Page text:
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Reading the Signs

Determined to avoid the problem, I did the only thing I could think of — I started to act up in class

This story is something I haven’t told many people. In fact, apart from my family and close friends, very few know about it at all. Mostly, I’m known as a relaxed, happy kind of teen, comfortable with my small circle of like-minded friends. But there is one thing which has always set me apart. It makes me blush just telling you about it, admitting that something so seemingly simple can be such a huge challenge. But it is. Because no one wants to reach 15 years of age and still struggle with reading Hebrew, and frankly, it was embarrassing. Which is why I made sure no one knew.

I started school in first grade, on par with my classmates. I learned the alef-beis alongside my friends, thrilled to add each letter to the huge alef-beis train which my mother hung up in my bedroom. I’m not quite sure when reading started to become a struggle, but it did. Not in English, where I was devouring books by the dozen. Just in Hebrew, where my classmates were reading sentences with a fluency I could only envy. At first, I did what my teachers told me, painstakingly reading out words one by one, encouraged by a teaching assistant. They gave me different paragraphs to read each day, but it took me so long to get through each sentence that I usually ended up reading about five pesukim of Tehillim over a week. Sadly, after a while, that’s all they’d expected from me.

My teachers must have spoken to my parents at PTA because at some point there were suddenly reading charts on our refrigerator and a new large-print Tehillim on the bookshelf. My parents tried to make it more enjoyable, playing games at the end of each line, putting stickers on the chart, but eventually it all lost its charm. My reading stagnated, until at one stage, my progress ground to a complete halt. By that point, I was eight years old, and my teachers were starting to call on girls to read out loud in class. Each day I would sit, quaking, dreading the time I would be called on to read, and when I was… well, it was painful. Slow, and full of mistakes. Each word took superhuman effort, and eventually I realized that it wasn’t going to get any better. So I stopped trying.

At home, things were happening, one after the other. Most significantly, my mother experienced a difficult pregnancy, and she was stuck in bed for three months. I gratefully took advantage of the excuse of “helping” her take care of my siblings, while the Tehillim gathered dust on the bookshelf. Sure, sometimes she would ask me if I had kriah homework, but I told her I would do it myself, and she really had very little strength to pursue it. My reading was abandoned.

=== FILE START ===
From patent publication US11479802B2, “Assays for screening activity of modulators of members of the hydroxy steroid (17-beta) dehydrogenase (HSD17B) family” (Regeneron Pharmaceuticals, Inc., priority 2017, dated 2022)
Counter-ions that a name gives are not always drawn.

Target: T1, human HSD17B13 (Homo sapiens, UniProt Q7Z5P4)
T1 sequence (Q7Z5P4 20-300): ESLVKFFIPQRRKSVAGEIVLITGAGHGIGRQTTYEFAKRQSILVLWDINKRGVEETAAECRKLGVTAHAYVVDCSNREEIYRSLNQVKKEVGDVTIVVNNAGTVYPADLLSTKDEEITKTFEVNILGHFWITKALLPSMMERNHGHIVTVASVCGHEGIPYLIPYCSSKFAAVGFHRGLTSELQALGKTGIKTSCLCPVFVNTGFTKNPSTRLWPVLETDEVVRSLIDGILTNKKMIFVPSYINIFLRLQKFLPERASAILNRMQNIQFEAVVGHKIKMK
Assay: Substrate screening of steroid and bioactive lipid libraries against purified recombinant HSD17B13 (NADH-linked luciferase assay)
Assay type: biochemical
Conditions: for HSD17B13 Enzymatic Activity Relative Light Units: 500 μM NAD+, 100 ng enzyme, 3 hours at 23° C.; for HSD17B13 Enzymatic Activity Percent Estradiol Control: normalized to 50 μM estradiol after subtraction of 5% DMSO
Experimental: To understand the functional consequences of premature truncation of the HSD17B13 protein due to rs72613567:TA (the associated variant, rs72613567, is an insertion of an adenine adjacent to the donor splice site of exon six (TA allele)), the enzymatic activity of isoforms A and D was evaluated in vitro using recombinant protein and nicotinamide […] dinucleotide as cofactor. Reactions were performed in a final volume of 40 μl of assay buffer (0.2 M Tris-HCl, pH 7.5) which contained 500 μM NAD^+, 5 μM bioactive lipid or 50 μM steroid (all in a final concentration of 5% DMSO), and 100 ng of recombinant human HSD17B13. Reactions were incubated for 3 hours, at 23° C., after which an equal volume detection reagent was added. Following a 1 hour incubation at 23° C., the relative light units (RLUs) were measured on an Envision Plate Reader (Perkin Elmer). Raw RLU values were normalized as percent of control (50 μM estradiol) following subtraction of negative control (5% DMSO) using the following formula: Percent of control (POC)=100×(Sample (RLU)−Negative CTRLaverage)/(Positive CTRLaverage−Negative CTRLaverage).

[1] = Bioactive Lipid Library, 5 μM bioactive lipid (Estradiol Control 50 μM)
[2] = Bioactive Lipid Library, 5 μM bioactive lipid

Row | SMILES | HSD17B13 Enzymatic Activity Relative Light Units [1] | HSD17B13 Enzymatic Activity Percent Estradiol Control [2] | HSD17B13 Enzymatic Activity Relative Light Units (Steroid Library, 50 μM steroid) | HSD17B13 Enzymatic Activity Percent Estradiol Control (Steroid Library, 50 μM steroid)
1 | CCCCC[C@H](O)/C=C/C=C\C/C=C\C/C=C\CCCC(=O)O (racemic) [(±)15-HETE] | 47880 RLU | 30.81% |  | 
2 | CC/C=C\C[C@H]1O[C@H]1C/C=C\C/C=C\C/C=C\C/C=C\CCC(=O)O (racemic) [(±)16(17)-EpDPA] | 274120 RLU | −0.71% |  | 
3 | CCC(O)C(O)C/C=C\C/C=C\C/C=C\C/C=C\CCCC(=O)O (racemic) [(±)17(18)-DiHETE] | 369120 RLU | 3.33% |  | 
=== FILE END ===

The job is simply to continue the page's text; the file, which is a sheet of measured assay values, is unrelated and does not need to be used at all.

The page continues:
Meanwhile, in school, I had multiple schemes to escape kriah time. Sometimes I’d conveniently go to the bathroom, and some days I’d just whisper the words so quietly that no one would hear the mistakes I was making, or even realize I was reading the wrong pasuk. To further complicate matters we got a new teacher midyear. And somehow, between all of this, the little girl who could not read was forgotten.

I don’t blame anyone for what happened. After all, with all these circumstances surrounding me, together with my strong desire to hide the issue, it was difficult to detect. As I grew older, I upped my game, and constantly found better and better ways to get out of reading Hebrew. And then came high school.

The first few weeks in my new school were filled with anxiety. Suddenly, I was pushed way out of my comfort zone, and I knew it would only be a matter of time before my Chumash or Navi teachers found out my guilty secret. Determined to avoid the problem, I did the only thing I could think of — I started to act up in class. Yes, out of character, I can hear you thinking, but pride makes us do all kinds of things, you know, and this is how I chose to deal with the issue.

I could spend hours talking about all the tricks and antics I thought up, but I’d prefer to leave those alone right now. They weren’t really me, I know that, but at that point I was so confused and anxious that it was the only way out. It’s funny because you would have thought someone would have noticed how differently I behaved in a math lesson or even in English. In those periods, I was usually one of the calmer students, concentrating on my work and achieving decently. But Chumash? Forget it.